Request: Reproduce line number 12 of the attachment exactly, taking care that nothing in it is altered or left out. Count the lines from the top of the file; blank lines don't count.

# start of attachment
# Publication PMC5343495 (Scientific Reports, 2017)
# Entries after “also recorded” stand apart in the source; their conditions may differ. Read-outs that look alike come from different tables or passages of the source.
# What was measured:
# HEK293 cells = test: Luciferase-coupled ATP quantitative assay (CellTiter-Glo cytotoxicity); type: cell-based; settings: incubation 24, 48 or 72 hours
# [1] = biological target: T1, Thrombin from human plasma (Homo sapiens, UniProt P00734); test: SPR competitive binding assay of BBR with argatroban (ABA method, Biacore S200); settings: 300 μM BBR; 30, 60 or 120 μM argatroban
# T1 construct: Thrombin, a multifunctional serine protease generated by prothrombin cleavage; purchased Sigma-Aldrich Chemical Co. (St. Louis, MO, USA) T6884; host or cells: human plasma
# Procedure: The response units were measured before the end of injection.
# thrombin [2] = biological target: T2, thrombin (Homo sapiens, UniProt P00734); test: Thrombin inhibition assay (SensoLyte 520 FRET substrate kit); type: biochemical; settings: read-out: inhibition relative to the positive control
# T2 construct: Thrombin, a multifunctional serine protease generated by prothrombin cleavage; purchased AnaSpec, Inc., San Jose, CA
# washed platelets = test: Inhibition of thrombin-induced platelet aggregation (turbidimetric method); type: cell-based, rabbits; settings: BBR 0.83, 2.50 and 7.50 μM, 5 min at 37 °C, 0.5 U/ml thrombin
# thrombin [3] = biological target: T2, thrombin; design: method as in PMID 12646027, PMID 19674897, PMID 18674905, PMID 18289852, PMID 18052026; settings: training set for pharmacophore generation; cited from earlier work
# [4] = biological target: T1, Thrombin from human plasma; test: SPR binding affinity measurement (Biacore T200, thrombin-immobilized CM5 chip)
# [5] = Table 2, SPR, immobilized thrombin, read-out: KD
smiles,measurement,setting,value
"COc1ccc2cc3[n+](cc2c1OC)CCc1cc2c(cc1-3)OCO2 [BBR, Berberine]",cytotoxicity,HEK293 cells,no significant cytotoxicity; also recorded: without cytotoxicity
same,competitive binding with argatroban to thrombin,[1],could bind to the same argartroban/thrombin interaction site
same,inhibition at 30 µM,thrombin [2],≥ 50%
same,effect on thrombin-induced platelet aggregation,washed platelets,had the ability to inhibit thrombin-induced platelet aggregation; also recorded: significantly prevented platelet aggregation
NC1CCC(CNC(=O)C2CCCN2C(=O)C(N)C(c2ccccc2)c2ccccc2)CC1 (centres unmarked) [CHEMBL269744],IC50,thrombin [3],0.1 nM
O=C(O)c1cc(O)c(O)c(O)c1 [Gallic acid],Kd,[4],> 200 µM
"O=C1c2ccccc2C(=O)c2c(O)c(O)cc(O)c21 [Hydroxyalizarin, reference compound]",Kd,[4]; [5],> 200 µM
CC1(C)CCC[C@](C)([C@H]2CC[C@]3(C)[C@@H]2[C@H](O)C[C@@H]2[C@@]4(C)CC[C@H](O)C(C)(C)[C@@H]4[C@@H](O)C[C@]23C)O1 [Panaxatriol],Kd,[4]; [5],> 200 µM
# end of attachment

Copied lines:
# [4] = biological target: T1, Thrombin from human plasma; test: SPR binding affinity measurement (Biacore T200, thrombin-immobilized CM5 chip)